Lisa Schamber of the Keck School of Medicine of USC is one of 14 medical students chosen to participate in a two-week ethics program this summer in New York, Germany and Poland.
Now in its sixth year of operation, the Fellowships at Auschwitz for the Study of Professional Ethics (FASPE) is a unique international program that explores the history of the Holocaust as a way to engage graduate students across five different fields (business, journalism, law, medicine and religion) in an intensive study of contemporary ethics in their discipline.
FASPE is predicated upon the power of place, and in particular, the first-hand experience of visiting Auschwitz and traveling in Germany and Poland, where the fellows study the past and consider how to apply the lessons of history to the current ethical challenges of their own professions.
In the pre-World War II era, professionals in Germany were known and respected internationally. Yet, leaders and practitioners in each of the five professions — and often the institutions they represented — played a fundamental role in designing, enabling or executing the crimes of Nazi Germany.
Run under the auspices of the Museum of Jewish Heritage — A Living Memorial to the Holocaust in New York, FASPE examines what role professionals in business, journalism, law, medicine and the clergy played in Nazi Germany and underscores that the moral codes governing these essential professions can break down or be distorted with devastating consequences.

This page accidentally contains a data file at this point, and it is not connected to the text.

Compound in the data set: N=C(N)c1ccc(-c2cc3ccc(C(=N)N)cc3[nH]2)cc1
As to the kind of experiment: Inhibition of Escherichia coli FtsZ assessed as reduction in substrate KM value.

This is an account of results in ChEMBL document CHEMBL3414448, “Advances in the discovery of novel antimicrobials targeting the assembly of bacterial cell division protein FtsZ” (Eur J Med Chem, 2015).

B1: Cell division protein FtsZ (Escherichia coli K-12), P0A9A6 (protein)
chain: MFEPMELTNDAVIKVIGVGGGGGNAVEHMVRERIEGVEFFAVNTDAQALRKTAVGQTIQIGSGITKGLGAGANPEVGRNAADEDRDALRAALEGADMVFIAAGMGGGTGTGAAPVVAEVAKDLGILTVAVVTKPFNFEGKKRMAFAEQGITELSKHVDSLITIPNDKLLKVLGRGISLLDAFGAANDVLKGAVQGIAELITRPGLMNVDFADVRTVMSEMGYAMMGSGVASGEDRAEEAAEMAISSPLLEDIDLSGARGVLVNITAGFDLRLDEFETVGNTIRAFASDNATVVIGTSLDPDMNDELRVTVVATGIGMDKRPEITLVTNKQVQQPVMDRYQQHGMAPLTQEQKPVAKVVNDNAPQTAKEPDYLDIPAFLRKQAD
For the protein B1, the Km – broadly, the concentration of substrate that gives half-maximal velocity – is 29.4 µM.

A third-year medical student at the Keck School of Medicine, Schamber is considering a career in internal or family medicine.
“I am eager to have the opportunity to discuss with others what we can learn from the mistakes of the past, and how we can incorporate those lessons into our daily medical practice, as well as into our approach to health policy and health care in general,” she said about participating in FASPE.
A graduate in psychology from Wesleyan University in Connecticut, Schamber spent several years after college as an AmeriCorps volunteer at a free medical clinic in San Francisco.
“All of us have the potential to be perpetrators. If we remain silent, we become a participant,” Schamber said. FASPE, she added, will help prepare her for the sorts of ethical challenges she will face as a future physician.
Schamber will join a group of 62 FASPE fellows chosen through a competitive process that drew nearly 1,000 applicants from around the world. FASPE covers all expenses, including transatlantic and European travel, food and lodging.